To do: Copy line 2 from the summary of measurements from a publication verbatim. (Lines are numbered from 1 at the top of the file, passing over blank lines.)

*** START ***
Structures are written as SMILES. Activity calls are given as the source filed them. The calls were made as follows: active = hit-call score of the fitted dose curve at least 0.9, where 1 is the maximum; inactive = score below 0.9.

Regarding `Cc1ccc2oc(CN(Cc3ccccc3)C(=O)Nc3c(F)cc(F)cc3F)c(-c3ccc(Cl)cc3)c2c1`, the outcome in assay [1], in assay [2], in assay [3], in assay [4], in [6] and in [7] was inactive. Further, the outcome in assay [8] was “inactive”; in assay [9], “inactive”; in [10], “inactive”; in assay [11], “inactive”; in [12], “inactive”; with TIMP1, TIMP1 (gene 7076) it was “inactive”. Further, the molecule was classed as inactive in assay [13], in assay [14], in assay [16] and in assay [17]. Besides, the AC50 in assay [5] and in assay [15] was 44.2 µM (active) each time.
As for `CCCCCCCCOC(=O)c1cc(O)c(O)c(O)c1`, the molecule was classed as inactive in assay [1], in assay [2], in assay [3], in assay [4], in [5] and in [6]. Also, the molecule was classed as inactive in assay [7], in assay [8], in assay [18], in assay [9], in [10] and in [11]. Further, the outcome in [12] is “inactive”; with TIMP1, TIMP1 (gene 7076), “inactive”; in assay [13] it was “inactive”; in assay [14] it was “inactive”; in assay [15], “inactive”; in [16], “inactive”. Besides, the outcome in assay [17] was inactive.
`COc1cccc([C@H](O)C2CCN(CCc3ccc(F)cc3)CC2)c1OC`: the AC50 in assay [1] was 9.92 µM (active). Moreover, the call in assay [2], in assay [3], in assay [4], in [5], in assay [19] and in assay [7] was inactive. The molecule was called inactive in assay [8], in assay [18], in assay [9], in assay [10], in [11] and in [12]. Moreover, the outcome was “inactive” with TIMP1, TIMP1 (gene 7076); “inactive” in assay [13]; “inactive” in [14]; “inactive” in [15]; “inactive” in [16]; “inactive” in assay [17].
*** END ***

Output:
Regarding `Cc1ccc2oc(CN(Cc3ccccc3)C(=O)Nc3c(F)cc(F)cc3F)c(-c3ccc(Cl)cc3)c2c1`, the outcome in assay [1], in assay [2], in assay [3], in assay [4], in [6] and in [7] was inactive. Further, the outcome in assay [8] was “inactive”; in assay [9], “inactive”; in [10], “inactive”; in assay [11], “inactive”; in [12], “inactive”; with TIMP1, TIMP1 (gene 7076) it was “inactive”. Further, the molecule was classed as inactive in assay [13], in assay [14], in assay [16] and in assay [17]. Besides, the AC50 in assay [5] and in assay [15] was 44.2 µM (active) each time.